A Queenstown mother has labelled new guidelines released by Ombudsman Ron Paterson yesterday “an absolute triumph”.
In 2010, Sara Gutzewitz delivered her second child at Southland Hospital. The birth was described by an obstetrician as a “horrific event”.
It led to Ms Gutzewitz’s midwife, Jan Scherp, facing a serious misconduct charge and following a three-day hearing in Queenstown, a Health Practitioners Disciplinary Tribunal found the charge unfounded.
However, an application for permanent name suppression was denied by the tribunal.
After publication of her name, the Otago Daily Times was contacted by other women alleging they had also made complaints, and the newspaper attempted to confirm their existence with the Health and Disciplinary Commissioner (HDC).
The request was declined on the basis any public interest in making the requested information available was “outweighed by the privacy interests concerned”.
The newspaper complained to the Ombudsman about the response, which raised questions about how much information was available regarding complaints against medical professionals, and at what point public interest and safety outweighed privacy interests of a health practitioner.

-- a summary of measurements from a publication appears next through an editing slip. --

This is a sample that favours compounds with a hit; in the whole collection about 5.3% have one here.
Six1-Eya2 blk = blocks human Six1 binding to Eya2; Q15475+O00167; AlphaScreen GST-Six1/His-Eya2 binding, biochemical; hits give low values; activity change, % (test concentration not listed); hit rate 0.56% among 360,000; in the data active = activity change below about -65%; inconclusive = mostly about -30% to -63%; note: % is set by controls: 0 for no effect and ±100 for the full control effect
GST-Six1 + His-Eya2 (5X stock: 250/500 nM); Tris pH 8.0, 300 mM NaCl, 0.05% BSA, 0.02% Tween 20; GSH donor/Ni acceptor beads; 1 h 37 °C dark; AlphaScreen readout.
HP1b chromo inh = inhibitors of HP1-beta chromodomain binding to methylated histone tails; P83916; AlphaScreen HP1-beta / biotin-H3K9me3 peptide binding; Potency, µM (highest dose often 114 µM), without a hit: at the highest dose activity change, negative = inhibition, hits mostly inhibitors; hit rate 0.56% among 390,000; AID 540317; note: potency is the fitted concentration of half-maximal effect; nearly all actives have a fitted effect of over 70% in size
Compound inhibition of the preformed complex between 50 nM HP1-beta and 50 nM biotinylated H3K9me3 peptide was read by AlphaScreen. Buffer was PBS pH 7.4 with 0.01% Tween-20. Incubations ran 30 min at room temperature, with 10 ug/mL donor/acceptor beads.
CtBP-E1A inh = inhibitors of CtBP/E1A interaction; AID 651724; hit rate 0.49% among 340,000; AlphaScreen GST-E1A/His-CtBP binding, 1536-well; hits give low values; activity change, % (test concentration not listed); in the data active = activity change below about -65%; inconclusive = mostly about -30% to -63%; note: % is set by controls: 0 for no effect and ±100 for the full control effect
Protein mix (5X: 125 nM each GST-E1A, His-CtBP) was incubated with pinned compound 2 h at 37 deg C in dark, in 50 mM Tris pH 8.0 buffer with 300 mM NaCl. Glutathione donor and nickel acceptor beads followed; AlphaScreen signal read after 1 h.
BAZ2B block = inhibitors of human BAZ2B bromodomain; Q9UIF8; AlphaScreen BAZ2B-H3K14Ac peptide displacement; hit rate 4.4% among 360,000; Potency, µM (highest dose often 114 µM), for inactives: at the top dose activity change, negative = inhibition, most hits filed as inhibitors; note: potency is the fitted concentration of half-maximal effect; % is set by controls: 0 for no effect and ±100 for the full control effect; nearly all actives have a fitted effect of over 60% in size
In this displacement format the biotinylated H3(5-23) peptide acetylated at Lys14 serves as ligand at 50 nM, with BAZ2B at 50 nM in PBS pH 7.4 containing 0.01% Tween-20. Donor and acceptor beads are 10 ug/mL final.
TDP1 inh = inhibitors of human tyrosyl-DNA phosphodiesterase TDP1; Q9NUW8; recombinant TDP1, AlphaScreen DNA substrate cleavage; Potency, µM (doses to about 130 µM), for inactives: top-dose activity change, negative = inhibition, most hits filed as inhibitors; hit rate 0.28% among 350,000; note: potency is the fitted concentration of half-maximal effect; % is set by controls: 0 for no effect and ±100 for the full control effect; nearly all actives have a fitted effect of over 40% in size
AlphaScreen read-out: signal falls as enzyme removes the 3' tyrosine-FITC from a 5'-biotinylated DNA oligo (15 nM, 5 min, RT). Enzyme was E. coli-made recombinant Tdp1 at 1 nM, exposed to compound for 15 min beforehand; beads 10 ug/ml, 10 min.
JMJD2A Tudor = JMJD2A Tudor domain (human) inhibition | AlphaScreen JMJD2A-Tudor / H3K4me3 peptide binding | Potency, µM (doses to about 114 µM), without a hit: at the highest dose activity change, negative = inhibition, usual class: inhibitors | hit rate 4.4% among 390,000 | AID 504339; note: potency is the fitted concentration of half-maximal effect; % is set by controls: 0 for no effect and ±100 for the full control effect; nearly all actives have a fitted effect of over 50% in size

Gutzewitz says until now it appeared the privacy of a practitioner had almost always been given higher consideration.
The Ombudsman’s new guidelines have changed that.
“I think it’s fantastic … it gives the public something they have never had before: the right to make an informed decision when choosing a medical practitioner.
“After six years I am thoroughly proud that we have accomplished putting a set of guidelines in place, to hopefully improve safety, transparency and accountability in the health sector.
“It may make a complacent midwife more vigilant; it may make an inexperienced midwife ask for help.”
However, she’s mindful the HDC is still in charge of the guidelines.
Auckland Women’s Health Council co-ordinator Lynda Williams tells the ODT while the guidelines move in the right direction, they’re “fairly careful”.
“It’s a bit more conservative and cautious than I would have liked.”
Paterson’s opinion says HDC already has a protocol with the Medical Council whereby the commissioner notifies the council when its aware of three or more similar “low level” matters within five years.
Williams believes a mechanism should exist whereby any health practitioner with three “low level” complaints over that timeframe had their name published.
“Basically, I think we have to move towards more publicity when there are other complaints … this may be a good first step, but to me it doesn’t go far enough.”
Otago Daily Times